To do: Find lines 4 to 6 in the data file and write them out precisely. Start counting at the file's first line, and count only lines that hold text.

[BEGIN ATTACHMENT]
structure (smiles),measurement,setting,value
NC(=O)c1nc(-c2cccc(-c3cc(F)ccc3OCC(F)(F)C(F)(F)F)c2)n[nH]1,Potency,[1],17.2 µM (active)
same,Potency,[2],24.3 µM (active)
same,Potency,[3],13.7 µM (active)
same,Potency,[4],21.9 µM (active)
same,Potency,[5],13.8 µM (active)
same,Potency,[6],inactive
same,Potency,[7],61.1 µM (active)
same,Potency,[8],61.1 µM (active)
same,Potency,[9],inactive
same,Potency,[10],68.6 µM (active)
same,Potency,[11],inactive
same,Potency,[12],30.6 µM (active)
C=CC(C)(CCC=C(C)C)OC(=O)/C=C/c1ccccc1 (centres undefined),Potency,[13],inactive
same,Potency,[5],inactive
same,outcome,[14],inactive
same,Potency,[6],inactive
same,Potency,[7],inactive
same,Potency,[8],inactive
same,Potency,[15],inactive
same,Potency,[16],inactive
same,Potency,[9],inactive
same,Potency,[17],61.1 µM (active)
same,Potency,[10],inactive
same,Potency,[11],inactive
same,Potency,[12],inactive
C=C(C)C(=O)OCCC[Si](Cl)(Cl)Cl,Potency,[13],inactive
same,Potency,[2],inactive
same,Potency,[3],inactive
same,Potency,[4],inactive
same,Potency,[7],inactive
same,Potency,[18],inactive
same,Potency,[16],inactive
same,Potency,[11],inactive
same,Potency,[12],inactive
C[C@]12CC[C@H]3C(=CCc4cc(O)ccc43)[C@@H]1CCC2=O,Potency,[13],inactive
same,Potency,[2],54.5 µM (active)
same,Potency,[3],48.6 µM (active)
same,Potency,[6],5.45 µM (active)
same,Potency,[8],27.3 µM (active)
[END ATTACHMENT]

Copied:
same,Potency,[3],13.7 µM (active)
same,Potency,[4],21.9 µM (active)
same,Potency,[5],13.8 µM (active)